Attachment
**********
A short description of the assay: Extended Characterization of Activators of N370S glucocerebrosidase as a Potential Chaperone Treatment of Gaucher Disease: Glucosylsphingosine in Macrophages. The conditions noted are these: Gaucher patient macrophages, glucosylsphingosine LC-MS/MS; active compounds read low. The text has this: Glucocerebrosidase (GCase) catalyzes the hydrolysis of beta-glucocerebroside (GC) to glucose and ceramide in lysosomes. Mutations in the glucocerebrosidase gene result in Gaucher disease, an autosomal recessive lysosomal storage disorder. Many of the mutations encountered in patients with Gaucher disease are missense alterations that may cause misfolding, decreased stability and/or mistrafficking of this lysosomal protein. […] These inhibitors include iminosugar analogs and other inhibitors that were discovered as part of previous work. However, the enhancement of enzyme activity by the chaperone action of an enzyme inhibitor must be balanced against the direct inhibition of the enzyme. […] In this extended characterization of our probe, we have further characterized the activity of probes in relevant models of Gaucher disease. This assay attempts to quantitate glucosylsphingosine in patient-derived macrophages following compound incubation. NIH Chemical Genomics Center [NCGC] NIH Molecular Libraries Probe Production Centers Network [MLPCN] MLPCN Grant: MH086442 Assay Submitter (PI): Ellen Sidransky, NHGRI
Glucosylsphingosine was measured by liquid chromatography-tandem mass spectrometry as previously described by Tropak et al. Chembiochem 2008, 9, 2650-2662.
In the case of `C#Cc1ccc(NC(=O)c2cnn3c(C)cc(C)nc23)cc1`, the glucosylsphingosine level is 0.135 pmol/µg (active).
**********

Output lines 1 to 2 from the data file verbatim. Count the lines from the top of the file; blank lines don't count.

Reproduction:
A short description of the assay: Extended Characterization of Activators of N370S glucocerebrosidase as a Potential Chaperone Treatment of Gaucher Disease: Glucosylsphingosine in Macrophages. The conditions noted are these: Gaucher patient macrophages, glucosylsphingosine LC-MS/MS; active compounds read low. The text has this: Glucocerebrosidase (GCase) catalyzes the hydrolysis of beta-glucocerebroside (GC) to glucose and ceramide in lysosomes. Mutations in the glucocerebrosidase gene result in Gaucher disease, an autosomal recessive lysosomal storage disorder. Many of the mutations encountered in patients with Gaucher disease are missense alterations that may cause misfolding, decreased stability and/or mistrafficking of this lysosomal protein. […] These inhibitors include iminosugar analogs and other inhibitors that were discovered as part of previous work. However, the enhancement of enzyme activity by the chaperone action of an enzyme inhibitor must be balanced against the direct inhibition of the enzyme. […] In this extended characterization of our probe, we have further characterized the activity of probes in relevant models of Gaucher disease. This assay attempts to quantitate glucosylsphingosine in patient-derived macrophages following compound incubation. NIH Chemical Genomics Center [NCGC] NIH Molecular Libraries Probe Production Centers Network [MLPCN] MLPCN Grant: MH086442 Assay Submitter (PI): Ellen Sidransky, NHGRI
Glucosylsphingosine was measured by liquid chromatography-tandem mass spectrometry as previously described by Tropak et al. Chembiochem 2008, 9, 2650-2662.